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The teaching of phonics

Posted by Garry Collins, AATE President on 9 January 2015

In the last several days The Australian newspaper has been running a little campaign on the teaching of phonics. While this issue more directly relates to primary school teachers than to most ETAQ members, I thought the following would be of interest.

Specifically in response to a Bill Leak cartoon on the topic, I submitted the following letter to the editor. Below that again you can see the version that the paper printed.

Apart from anything else, I find it interesting that the paper's substitute opening sentence treats "phonics" as a plural noun ("phonics are"). I wonder if they would also write that economics are an interesting subject. Inconsistently, they did not change my "phonics is" in the final sentence.

What I submitted

Phonics not the whole deal in literacy

If offensiveness and misrepresentation are the criteria, then Bill Leak's "acadomedians" cartoon  (8 Jan) is one of the best I've ever seen.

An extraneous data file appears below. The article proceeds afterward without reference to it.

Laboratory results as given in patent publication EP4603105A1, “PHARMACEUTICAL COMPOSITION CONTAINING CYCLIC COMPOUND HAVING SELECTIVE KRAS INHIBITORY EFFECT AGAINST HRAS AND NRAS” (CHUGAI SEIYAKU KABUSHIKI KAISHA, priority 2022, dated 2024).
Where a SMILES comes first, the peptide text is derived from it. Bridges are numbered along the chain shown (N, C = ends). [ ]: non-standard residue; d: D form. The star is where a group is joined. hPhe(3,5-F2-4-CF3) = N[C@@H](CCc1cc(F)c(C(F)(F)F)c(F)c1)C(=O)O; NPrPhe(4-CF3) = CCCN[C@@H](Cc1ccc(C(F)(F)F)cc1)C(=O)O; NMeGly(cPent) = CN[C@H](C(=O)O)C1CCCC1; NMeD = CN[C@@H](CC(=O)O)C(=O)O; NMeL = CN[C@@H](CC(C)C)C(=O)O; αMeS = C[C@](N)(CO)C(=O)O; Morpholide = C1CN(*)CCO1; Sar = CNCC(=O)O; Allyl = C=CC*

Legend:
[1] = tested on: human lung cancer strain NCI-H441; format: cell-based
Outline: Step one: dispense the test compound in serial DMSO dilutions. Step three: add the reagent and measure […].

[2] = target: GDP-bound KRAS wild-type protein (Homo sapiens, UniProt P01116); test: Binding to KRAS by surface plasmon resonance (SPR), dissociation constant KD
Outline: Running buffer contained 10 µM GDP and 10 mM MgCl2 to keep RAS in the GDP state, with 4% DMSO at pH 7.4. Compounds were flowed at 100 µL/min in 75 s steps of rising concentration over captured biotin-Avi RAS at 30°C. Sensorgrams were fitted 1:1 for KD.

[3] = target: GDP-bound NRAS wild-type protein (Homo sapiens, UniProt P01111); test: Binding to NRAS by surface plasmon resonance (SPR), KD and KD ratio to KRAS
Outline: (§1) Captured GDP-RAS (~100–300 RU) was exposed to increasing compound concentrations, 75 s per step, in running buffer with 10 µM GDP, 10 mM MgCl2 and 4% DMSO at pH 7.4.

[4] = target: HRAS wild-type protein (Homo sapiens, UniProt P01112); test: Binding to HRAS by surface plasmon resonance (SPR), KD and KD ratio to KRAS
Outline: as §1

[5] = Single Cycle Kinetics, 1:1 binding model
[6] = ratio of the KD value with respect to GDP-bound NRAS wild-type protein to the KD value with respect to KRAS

Its middle speech balloon contains the very common English word want. How does phonics alone tell a beginning reader that this word does not rhyme (rime?) with pant?

And in the first speech balloon, word does not contain the same vowel sound that we find in ford. How does phonics alone help there? Further, how does phonics indicate that of does not contain the F consonant?

Phonics is an important element in developing literacy in English but it is important for people to remember that it can never be the whole deal.

Garry Collins
president, Australian Association for the Teaching of English (AATE)

What The Australian printed

For want of phonics

PHONICS are not the whole deal in literacy. If offensiveness and misrepresentation are the criteria, then Bill Leak's cartoon (8/1) is one of the best I've ever seen. Its middle speech balloon contains the common English word want.

How does phonics alone tell a beginning reader that this word does not rhyme with pant? And in the first speech balloon, word does not contain the same vowel sound that we find in ford. How does phonics alone help there?

Phonics is an important element in developing literacy in English but it is important for people to remember that it can never be the whole deal.

Garry Collins, president, Australian Association for the Teaching of English, Stafford Heights, Qld

Garry Collins, AATE PresidentAuthor: Garry Collins, AATE President
About: Garry Collins is the Immediate Past President of ETAQ and began a 2 year term as AATE President on 1 January 2014. A retired high school English teacher, he now works in the School of Education at the University of Queensland as a sessional tutor in English curriculum courses.
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